Historians will debate what started the vitamin D era, what paper triggered it, what scientists discovered its remarkable properties, what groups extolled it and what exactly changed people’s mind from initially believing that vitamin D was toxic to believing it was healthy to take 5,000 IU/day. For me the question is easy. In the year 2001, I read a paper that changed my life. It was not even a new discovery or a new finding. Instead, it was a review paper written by Professor Reinhold Vieth of the University of Toronto and published in 1999. It is free to download in its entirety.
I can remember reading it, thinking, rereading it, and thinking some more, perhaps as many as ten times. Professor Vieth filled the paper with well-established facts. For example, if you go out in the sun naked in the summer around noon and turn slightly pink, you make as much as 20,000 IU of vitamin D.
Those facts led me to the simple question of “Why.” Why so much so fast? Why would nature make such a system that made so much so fast? I thought and thought and read and read and the only answer I could come up with was, “Probably for a good reason.” That’s not much of an answer in light of what we know today, but it was good enough to start the Vitamin D Council, and it was good enough to realize that my life’s work was to spread the word. With sickness in the pit of my stomach, I feared that modern medicine had made a terrible mistake in labeling vitamin D toxic, and thus severely limiting the amount in foods and supplements. I also realized that when science makes a great error, great good is waiting around the corner, if someone can correct that error.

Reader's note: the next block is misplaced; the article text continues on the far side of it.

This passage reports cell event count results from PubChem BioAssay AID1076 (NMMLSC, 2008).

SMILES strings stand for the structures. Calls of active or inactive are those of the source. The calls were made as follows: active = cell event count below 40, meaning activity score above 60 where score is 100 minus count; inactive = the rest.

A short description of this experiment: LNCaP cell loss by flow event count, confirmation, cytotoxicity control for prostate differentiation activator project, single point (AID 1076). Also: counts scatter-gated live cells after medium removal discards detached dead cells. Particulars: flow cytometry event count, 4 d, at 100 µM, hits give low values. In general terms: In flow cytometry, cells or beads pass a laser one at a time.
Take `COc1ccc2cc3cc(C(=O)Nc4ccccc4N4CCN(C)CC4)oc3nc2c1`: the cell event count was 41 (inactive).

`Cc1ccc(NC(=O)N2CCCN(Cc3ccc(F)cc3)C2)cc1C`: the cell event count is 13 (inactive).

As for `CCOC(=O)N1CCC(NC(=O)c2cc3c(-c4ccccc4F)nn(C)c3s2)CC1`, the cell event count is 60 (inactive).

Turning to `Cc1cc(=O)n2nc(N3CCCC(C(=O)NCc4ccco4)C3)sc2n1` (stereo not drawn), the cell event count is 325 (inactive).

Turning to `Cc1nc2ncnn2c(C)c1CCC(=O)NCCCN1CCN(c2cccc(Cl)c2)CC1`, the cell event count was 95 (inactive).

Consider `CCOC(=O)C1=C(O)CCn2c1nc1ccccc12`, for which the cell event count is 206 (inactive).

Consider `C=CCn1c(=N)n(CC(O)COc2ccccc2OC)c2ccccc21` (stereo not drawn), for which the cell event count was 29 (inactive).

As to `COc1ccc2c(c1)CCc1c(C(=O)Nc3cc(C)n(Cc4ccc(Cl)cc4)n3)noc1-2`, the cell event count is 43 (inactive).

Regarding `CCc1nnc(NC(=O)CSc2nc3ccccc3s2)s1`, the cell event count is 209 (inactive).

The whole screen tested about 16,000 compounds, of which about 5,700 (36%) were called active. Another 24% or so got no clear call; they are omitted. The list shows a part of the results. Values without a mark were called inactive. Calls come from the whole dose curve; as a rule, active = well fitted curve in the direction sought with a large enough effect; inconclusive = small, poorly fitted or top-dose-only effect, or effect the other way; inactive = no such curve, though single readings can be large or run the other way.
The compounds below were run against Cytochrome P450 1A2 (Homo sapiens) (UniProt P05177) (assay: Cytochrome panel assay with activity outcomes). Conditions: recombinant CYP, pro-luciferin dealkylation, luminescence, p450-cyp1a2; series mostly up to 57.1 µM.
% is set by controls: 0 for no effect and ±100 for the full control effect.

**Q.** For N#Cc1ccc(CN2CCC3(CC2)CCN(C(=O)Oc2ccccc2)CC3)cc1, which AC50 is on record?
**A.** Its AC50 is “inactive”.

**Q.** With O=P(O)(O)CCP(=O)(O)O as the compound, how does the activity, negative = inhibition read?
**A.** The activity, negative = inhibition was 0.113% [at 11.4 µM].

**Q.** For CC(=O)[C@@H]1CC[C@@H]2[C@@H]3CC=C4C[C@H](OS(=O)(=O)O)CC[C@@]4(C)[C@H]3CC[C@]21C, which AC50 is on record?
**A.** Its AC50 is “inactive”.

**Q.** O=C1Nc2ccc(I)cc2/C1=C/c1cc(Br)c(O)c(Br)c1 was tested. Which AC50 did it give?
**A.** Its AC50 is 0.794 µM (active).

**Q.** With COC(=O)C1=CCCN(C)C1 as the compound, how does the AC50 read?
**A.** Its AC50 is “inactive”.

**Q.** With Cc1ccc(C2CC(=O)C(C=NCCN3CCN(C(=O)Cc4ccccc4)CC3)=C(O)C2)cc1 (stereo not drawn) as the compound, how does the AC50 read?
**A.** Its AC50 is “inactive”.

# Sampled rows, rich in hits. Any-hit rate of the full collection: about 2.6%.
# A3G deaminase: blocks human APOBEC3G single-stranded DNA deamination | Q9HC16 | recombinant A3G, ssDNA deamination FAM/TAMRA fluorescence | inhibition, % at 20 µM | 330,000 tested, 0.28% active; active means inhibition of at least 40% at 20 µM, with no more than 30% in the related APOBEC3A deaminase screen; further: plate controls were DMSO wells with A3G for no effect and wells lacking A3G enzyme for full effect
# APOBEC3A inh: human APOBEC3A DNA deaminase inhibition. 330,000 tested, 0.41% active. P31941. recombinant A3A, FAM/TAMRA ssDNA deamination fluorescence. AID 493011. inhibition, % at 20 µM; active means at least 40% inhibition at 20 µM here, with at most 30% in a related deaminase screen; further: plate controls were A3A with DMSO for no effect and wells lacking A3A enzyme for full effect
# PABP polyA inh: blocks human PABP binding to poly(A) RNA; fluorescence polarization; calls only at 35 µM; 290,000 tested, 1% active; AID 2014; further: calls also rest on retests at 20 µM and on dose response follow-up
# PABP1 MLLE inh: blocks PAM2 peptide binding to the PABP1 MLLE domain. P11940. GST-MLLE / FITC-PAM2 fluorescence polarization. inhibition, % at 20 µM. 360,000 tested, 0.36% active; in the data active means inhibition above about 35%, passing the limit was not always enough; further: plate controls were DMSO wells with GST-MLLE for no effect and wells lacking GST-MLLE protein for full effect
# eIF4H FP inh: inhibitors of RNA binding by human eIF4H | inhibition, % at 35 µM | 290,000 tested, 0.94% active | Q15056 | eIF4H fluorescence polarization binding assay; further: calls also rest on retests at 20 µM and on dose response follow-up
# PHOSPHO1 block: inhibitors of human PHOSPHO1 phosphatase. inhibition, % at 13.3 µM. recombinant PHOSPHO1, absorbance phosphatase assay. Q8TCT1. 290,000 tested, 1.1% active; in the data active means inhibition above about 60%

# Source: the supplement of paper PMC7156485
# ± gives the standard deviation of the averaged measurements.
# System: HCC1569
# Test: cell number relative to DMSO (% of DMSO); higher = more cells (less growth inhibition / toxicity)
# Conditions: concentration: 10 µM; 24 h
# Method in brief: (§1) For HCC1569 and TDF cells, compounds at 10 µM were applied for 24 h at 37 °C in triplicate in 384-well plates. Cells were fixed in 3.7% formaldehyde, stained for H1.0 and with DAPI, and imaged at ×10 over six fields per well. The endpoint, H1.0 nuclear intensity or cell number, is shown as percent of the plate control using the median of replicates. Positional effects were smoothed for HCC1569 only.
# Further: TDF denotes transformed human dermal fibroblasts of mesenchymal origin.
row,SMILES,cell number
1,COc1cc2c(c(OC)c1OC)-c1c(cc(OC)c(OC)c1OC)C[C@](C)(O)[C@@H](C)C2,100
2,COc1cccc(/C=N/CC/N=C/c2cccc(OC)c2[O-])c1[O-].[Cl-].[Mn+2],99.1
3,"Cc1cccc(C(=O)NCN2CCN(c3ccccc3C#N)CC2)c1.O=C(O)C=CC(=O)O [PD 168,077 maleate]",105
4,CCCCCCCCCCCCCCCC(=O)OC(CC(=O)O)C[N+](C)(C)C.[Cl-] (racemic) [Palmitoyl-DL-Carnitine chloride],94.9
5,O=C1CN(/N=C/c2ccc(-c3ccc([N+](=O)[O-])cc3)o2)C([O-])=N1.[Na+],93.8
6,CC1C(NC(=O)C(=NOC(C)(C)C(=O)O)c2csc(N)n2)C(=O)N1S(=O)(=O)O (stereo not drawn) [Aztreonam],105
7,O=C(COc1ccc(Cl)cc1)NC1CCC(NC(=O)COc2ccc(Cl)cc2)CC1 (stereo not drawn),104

Almost every day the answer, “probably for a good reason,” sounds dumber and dumber. We are rapidly finding out the real answers. Every day another scientist publishes a study showing benefits from everything from pediatric cardiomyopathy (infantile heart failure) to hepatitis C to asthma. Nature gives humans such doses of vitamin D from the sun because vitamin D is the only known building block of a potent substance that functions as the “repair and maintenance” steroid hormone of the human body.
However, Vieth’s paper did something else: it convincingly argued that our fear of vitamin D toxicity verged on hysteria and had nothing to do with science. He meticulously researched all the old publications that claimed vitamin D was toxic only to discover a house of cards, papers that referred back to each other and not to any actual scientific papers showing toxicity. That is, he elegantly exposed that 10,000 IU/day could not be toxic (not if we make that much and more from the sun) and that toxicity more likely starts somewhere well above 20,000 IU/day.